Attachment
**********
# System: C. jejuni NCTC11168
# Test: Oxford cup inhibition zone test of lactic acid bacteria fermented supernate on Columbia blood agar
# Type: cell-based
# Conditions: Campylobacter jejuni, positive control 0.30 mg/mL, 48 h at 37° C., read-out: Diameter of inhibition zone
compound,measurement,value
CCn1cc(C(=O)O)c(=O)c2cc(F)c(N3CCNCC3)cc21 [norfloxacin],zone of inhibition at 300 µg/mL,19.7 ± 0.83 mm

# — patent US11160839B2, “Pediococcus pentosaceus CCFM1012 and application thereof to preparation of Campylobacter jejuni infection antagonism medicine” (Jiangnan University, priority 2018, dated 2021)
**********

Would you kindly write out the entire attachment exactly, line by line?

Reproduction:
# System: C. jejuni NCTC11168
# Test: Oxford cup inhibition zone test of lactic acid bacteria fermented supernate on Columbia blood agar
# Type: cell-based
# Conditions: Campylobacter jejuni, positive control 0.30 mg/mL, 48 h at 37° C., read-out: Diameter of inhibition zone
compound,measurement,value
CCn1cc(C(=O)O)c(=O)c2cc(F)c(N3CCNCC3)cc21 [norfloxacin],zone of inhibition at 300 µg/mL,19.7 ± 0.83 mm

# — patent US11160839B2, “Pediococcus pentosaceus CCFM1012 and application thereof to preparation of Campylobacter jejuni infection antagonism medicine” (Jiangnan University, priority 2018, dated 2021)